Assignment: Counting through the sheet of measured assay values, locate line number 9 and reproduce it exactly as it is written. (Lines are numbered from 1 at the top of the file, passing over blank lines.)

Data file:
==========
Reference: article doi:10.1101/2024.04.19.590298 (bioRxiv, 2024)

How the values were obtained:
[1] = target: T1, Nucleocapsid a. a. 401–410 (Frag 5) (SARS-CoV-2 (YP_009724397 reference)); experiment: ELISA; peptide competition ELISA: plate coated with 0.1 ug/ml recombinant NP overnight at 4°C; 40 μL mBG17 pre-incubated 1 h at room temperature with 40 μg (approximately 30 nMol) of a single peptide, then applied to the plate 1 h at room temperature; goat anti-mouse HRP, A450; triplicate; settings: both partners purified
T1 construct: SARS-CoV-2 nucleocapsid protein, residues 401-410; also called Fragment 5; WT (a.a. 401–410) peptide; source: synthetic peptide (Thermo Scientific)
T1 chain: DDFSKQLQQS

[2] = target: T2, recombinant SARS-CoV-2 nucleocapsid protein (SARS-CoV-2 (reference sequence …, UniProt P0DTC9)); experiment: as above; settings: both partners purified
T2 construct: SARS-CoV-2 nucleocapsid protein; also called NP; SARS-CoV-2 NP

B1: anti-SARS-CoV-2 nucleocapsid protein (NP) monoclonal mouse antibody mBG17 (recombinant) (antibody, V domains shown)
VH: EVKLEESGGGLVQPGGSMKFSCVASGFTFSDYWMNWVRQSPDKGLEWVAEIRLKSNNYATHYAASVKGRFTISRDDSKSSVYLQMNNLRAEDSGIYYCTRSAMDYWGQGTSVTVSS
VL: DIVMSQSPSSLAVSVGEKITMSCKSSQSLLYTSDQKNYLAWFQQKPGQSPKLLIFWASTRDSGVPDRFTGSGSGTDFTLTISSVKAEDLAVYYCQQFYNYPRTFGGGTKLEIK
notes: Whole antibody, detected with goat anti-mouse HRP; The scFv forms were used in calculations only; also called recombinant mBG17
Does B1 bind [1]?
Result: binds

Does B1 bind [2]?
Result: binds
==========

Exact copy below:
VH: EVKLEESGGGLVQPGGSMKFSCVASGFTFSDYWMNWVRQSPDKGLEWVAEIRLKSNNYATHYAASVKGRFTISRDDSKSSVYLQMNNLRAEDSGIYYCTRSAMDYWGQGTSVTVSS